Valerie M. Blake is a licensed Associate Broker in D.C., Maryland, and Virginia with RLAH Real Estate / @properties. Call or text her at 202-246-8602, email her via DCHomeQuest.com, or follow her on Facebook at TheRealst8ofAffairs.

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Real Estate

Pros and cons of selling a home ‘as-is’

Take the time to fill out a disclosure form — it’ll pay off

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Selling your home as-is suggests you haven’t kept up with the maintenance.

When selling your home, be it a single family home, condo, co-op, tiny home, birdcage etc., you are provided a document, in most jurisdictions, called a Sellers Disclosure, which you are to fill out. Each jurisdiction is different with how to do so – but for this discussion, let’s assume that all things are equal and as such, when handed that seller’s disclosure document, you are to fill it out in its entirety. 

This document goes over the home from top to bottom. I am talking about roof. How old is the roof? How many layers of shingles? What type of shingle? Do you know of any issues with the roof? If so, what kind of issues? Were any repairs made to the roof? If so, what and when? Now, let’s move on to the HVAC system. What kind of heating system are we looking at? How old is the system? How is the system fueled? Are there current issues with the system? Have there ever been any issues with the system? Etc. etc. You get the picture, right? 

This Seller’s Disclosure document goes on, again, from the roof, the walls, the electrical, the plumbing, the windows, the foundation, drainage, underground storage tanks, pools, driveway cracks, sidewalk cracks, wells, septic tanks, public sewer, easements, arial rights, and on and on depending on your jurisdiction there could be even more items added. When speaking to an attorney the best rule of thumb when it comes to Sellers Disclosures is Disclose, Disclose, Disclose. I know what you’re saying to yourself: This seems like an awful headache and I only like getting headaches from cheap Champagne from bottomless mimosas at brunch. While I disagree with you on that — I do believe that filling out these disclosures are, indeed, a headache, however I also believe that the alternative of an “as-is” sale is also a nightmare. Let me explain.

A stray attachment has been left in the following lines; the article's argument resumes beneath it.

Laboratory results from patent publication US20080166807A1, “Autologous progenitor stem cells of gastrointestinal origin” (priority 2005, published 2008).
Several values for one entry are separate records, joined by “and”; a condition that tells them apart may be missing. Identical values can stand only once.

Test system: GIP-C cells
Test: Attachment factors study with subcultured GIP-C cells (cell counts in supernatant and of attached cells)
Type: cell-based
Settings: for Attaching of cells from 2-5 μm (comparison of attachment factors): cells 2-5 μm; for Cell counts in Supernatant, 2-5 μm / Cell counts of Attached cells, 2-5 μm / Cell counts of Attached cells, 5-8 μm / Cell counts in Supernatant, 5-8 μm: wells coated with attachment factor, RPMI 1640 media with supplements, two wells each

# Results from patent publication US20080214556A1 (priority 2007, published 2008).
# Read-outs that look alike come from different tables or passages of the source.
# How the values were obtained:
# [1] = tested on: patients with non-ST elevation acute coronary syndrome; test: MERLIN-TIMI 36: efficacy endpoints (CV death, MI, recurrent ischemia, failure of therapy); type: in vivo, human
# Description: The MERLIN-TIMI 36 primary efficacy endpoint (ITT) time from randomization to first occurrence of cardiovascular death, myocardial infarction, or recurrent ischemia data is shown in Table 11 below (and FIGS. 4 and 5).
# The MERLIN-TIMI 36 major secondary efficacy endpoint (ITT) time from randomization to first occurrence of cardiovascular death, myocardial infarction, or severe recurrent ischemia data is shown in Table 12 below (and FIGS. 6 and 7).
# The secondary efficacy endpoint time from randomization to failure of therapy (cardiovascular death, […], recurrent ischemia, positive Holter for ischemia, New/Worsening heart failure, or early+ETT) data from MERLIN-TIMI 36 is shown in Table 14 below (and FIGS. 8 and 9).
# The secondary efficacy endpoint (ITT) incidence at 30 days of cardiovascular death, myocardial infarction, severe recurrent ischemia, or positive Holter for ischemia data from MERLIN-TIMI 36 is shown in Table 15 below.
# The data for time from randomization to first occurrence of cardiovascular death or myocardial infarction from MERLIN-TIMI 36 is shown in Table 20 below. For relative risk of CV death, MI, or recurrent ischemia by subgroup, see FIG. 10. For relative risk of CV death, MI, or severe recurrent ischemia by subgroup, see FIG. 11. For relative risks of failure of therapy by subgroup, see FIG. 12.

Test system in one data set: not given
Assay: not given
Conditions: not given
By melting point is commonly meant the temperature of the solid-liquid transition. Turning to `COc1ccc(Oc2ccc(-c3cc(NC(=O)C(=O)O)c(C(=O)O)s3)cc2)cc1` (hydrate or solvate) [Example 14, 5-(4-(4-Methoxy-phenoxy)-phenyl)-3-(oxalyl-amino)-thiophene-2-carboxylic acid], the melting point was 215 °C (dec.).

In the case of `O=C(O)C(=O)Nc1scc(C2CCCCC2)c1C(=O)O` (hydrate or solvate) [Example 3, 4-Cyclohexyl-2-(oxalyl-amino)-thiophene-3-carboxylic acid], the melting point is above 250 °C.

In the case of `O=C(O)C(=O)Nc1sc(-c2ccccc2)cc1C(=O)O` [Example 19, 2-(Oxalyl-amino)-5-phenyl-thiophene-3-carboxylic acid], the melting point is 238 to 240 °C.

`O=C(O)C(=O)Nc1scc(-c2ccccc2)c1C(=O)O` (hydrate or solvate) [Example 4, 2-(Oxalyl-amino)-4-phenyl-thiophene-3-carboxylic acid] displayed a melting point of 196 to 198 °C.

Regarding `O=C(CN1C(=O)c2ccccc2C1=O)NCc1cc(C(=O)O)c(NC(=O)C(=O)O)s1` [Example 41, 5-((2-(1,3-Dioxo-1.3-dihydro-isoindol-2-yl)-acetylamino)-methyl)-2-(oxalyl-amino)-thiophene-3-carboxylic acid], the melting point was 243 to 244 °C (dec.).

If you forgo filling out a Sellers Disclosure you can sell your home in “as-is” state and by doing so you warrant nothing in your home. That means you are claiming you know nothing about this home. By doing so that means that you aren’t letting the buyer know that you just spent $15,000 on the brand new roof two years ago and that it comes with a 25-year transferable warranty, that you just replaced the dishwasher last year, that you have a brand new sump pump in the basement and French drain system to mitigate drainage issues that occurred when you purchased the home five years ago. Instead – by you simply staying silent – you are essentially inferring that your home is not lovingly cared for and as a result you could receive lower than market offers on your home, which has in fact been lovingly cared for and tended to by you and your significant other – because let’s face it – queer folk tend to over improve their homes — that’s just a fact. 

There are no easy ways out in real estate here folks, especially when speaking about Sellers Disclosures forms. Be as specific as possible and disclose, disclose, disclose. The best time to do an “as-is” sale is when an estate sale is involved and you literally know nothing about the property – however when you have lived in the home and know everything there is to know about the home – it is always best, even in states in which you have the ability to disclaim, take the time to properly fill out a disclosure form on your home to educate the next recipient of your lovingly cared for piece of real estate – so that they are ready to keep the legacy of those memories alive for generations to come.

If you ever have any questions about real estate specific forms or how a possible transaction might look – be sure to ask a well qualified Realtor such as myself.

Justin Noble is a Realtor with Sotheby’s international Realty licensed in D.C., Maryland, and Delaware for your DMV and Delaware Beach needs. Specializing in first-time homebuyers, development and new construction as well as estate sales, Justin is a well-versed agent, highly regarded, and provides white glove service at every price point. Reach him at 202-503-4243,  [email protected] or BurnsandNoble.com.